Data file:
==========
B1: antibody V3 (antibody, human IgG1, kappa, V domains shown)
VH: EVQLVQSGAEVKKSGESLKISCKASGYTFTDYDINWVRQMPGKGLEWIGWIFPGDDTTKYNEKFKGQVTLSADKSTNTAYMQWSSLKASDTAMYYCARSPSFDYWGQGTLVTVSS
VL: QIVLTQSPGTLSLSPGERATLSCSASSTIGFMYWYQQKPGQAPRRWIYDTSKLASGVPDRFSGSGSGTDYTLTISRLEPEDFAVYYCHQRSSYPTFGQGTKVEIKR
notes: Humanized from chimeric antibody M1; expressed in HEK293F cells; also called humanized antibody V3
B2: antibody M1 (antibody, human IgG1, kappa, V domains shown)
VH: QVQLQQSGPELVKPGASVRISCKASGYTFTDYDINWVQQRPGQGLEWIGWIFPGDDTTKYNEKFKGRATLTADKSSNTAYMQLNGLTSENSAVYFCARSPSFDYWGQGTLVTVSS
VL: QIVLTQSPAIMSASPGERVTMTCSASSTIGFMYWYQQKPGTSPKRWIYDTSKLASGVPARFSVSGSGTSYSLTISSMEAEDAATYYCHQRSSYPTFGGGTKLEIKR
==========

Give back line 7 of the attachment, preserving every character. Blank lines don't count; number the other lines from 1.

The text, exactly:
VL: QIVLTQSPAIMSASPGERVTMTCSASSTIGFMYWYQQKPGTSPKRWIYDTSKLASGVPARFSVSGSGTSYSLTISSMEAEDAATYYCHQRSSYPTFGGGTKLEIKR